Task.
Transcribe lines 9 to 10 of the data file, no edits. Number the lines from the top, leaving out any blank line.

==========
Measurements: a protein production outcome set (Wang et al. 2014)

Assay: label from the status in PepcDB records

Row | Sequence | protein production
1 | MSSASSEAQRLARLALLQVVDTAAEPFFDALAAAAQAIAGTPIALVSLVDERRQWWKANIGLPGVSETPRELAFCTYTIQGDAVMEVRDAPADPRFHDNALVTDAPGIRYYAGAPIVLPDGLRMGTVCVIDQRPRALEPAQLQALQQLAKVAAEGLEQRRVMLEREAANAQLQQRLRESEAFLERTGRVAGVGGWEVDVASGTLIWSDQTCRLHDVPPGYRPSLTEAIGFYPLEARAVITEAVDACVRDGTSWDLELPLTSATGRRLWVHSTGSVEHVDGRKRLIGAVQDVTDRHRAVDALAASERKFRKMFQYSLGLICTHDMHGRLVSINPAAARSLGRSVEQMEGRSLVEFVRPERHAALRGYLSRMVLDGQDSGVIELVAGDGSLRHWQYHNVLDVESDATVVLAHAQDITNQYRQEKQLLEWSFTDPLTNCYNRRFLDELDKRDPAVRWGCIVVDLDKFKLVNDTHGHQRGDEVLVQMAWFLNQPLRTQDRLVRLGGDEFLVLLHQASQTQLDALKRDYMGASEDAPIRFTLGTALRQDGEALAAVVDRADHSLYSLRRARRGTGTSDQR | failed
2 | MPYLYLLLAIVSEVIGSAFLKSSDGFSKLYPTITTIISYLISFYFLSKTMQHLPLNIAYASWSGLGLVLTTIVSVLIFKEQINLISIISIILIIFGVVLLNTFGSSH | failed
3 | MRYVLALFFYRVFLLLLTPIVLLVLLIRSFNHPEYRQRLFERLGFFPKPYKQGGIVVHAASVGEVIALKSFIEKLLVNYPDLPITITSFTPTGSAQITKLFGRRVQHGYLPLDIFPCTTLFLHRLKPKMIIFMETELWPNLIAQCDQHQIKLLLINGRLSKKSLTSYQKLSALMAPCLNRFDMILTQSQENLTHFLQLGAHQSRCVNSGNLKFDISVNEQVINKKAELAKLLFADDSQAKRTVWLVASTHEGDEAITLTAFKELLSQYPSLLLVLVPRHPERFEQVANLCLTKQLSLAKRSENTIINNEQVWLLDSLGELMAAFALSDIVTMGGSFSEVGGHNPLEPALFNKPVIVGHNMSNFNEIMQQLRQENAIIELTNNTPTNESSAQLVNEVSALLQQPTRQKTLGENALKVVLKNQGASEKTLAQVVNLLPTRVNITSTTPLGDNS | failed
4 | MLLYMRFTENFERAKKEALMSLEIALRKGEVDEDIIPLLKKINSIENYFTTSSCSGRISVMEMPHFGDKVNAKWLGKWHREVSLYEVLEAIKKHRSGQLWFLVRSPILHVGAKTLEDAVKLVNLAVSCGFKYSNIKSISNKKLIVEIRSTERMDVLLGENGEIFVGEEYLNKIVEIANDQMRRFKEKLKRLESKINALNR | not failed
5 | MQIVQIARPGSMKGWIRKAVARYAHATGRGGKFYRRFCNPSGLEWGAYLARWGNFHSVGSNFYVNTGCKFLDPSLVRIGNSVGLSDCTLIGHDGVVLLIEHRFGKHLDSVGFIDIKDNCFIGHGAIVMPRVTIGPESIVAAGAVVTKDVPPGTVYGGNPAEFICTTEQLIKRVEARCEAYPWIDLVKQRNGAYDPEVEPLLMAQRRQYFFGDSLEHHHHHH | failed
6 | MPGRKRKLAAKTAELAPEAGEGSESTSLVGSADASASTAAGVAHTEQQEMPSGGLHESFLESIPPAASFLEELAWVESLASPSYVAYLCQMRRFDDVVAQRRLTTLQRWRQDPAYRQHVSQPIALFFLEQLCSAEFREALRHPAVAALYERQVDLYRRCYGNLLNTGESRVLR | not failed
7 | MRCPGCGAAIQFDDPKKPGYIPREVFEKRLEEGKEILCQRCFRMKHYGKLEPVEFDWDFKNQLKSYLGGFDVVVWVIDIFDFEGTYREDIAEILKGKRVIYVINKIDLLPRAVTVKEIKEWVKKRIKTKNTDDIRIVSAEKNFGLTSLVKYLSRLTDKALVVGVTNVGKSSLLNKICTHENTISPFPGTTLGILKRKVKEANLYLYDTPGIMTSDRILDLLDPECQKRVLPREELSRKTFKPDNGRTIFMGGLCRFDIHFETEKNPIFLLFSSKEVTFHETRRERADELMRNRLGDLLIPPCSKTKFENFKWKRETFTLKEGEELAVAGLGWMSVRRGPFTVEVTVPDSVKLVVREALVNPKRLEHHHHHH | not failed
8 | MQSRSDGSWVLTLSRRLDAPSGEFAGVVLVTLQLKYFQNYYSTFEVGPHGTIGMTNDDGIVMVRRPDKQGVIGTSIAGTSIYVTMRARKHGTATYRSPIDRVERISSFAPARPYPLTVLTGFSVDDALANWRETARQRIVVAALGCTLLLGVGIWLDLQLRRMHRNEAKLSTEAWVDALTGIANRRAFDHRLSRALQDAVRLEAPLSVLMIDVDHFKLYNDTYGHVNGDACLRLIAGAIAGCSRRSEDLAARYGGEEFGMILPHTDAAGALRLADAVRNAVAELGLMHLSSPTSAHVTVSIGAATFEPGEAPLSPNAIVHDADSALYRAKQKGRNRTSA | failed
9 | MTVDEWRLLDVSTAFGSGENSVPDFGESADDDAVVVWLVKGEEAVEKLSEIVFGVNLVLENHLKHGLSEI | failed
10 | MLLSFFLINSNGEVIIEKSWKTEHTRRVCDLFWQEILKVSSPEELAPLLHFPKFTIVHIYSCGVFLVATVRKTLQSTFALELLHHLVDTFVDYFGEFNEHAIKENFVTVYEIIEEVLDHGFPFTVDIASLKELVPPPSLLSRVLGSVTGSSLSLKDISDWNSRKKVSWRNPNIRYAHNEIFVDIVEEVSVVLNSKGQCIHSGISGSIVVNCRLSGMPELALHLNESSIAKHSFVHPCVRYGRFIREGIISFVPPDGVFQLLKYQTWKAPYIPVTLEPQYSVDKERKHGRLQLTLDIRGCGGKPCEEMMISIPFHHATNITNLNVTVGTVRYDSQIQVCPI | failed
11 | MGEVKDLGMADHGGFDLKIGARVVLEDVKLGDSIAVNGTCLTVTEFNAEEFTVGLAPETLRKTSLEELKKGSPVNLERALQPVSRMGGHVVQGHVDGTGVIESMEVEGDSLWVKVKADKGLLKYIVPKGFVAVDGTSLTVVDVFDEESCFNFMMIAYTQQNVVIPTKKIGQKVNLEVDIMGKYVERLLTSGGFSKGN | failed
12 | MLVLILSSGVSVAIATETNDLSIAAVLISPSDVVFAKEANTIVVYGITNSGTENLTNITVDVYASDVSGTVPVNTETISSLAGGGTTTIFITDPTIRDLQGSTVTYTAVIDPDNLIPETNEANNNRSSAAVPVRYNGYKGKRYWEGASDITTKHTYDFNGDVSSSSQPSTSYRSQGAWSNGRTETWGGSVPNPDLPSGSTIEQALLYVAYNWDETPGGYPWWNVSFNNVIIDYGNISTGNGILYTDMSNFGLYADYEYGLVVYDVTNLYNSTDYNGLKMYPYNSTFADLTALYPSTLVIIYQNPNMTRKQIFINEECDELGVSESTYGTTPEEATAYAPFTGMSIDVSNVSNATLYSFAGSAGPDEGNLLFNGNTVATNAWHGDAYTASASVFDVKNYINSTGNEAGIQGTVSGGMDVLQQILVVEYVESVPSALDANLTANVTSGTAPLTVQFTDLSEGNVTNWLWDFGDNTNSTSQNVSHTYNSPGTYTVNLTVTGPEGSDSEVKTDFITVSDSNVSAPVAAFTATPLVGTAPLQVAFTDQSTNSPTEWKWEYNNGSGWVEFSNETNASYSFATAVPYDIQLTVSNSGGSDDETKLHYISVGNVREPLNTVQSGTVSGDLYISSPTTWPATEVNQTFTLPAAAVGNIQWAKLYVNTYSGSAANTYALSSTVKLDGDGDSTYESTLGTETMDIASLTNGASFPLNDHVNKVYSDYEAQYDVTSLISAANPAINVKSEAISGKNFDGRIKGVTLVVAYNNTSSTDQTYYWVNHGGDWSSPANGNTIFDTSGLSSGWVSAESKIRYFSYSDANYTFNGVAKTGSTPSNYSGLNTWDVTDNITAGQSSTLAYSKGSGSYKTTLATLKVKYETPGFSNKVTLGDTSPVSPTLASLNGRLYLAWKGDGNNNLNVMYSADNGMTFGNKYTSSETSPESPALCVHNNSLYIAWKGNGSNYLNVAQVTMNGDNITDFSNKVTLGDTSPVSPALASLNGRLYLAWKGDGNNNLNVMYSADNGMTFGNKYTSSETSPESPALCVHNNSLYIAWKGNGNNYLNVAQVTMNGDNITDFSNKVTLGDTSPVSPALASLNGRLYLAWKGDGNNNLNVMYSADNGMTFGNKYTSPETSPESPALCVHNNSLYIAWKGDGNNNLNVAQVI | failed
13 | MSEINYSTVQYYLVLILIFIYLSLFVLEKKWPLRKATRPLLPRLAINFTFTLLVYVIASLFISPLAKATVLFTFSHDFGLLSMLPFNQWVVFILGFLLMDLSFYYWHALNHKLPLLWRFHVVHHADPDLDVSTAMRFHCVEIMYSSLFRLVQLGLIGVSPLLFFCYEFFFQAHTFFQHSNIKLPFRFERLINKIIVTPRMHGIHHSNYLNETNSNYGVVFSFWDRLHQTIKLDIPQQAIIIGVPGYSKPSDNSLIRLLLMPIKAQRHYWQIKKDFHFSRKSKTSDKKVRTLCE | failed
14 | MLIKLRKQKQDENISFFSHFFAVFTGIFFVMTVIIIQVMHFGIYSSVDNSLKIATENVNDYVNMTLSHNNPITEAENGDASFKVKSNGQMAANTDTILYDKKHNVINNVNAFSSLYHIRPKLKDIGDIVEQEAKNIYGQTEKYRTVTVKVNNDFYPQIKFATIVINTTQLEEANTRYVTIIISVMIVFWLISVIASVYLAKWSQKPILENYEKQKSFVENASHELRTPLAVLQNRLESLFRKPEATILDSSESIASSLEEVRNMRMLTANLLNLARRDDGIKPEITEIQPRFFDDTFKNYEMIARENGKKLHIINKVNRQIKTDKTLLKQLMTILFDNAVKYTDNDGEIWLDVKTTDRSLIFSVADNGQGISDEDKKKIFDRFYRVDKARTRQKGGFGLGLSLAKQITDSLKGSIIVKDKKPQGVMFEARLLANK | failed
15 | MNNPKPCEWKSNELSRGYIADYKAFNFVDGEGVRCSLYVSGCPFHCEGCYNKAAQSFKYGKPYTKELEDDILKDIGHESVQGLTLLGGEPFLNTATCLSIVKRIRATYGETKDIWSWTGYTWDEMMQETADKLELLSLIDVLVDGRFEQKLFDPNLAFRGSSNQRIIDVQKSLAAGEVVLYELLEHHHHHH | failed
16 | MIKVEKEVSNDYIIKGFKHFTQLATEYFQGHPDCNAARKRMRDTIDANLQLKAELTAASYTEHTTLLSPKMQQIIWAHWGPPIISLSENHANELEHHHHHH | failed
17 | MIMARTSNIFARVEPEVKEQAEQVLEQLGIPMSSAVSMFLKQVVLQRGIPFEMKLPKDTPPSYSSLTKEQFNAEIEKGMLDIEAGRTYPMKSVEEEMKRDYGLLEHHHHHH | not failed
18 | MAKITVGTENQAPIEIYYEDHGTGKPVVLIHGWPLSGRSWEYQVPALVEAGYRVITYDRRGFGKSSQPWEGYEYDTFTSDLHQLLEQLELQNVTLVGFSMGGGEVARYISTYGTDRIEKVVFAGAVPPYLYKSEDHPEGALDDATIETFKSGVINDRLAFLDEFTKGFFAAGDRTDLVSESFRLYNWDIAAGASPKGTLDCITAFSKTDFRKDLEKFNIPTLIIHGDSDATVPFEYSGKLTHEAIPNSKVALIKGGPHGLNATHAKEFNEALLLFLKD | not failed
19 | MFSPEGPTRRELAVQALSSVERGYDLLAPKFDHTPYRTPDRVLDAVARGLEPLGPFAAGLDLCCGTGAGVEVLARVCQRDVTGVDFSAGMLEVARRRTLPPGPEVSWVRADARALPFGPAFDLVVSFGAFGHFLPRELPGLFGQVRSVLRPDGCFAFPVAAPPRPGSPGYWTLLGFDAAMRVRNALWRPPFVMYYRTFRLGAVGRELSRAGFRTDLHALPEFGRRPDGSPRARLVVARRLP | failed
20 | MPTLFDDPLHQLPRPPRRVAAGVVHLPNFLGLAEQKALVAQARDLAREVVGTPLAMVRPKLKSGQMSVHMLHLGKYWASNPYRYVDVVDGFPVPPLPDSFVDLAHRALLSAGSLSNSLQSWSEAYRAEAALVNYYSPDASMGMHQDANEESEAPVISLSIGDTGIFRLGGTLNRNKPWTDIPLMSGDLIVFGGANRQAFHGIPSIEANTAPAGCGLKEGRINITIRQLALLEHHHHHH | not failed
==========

6 | MPGRKRKLAAKTAELAPEAGEGSESTSLVGSADASASTAAGVAHTEQQEMPSGGLHESFLESIPPAASFLEELAWVESLASPSYVAYLCQMRRFDDVVAQRRLTTLQRWRQDPAYRQHVSQPIALFFLEQLCSAEFREALRHPAVAALYERQVDLYRRCYGNLLNTGESRVLR | not failed
7 | MRCPGCGAAIQFDDPKKPGYIPREVFEKRLEEGKEILCQRCFRMKHYGKLEPVEFDWDFKNQLKSYLGGFDVVVWVIDIFDFEGTYREDIAEILKGKRVIYVINKIDLLPRAVTVKEIKEWVKKRIKTKNTDDIRIVSAEKNFGLTSLVKYLSRLTDKALVVGVTNVGKSSLLNKICTHENTISPFPGTTLGILKRKVKEANLYLYDTPGIMTSDRILDLLDPECQKRVLPREELSRKTFKPDNGRTIFMGGLCRFDIHFETEKNPIFLLFSSKEVTFHETRRERADELMRNRLGDLLIPPCSKTKFENFKWKRETFTLKEGEELAVAGLGWMSVRRGPFTVEVTVPDSVKLVVREALVNPKRLEHHHHHH | not failed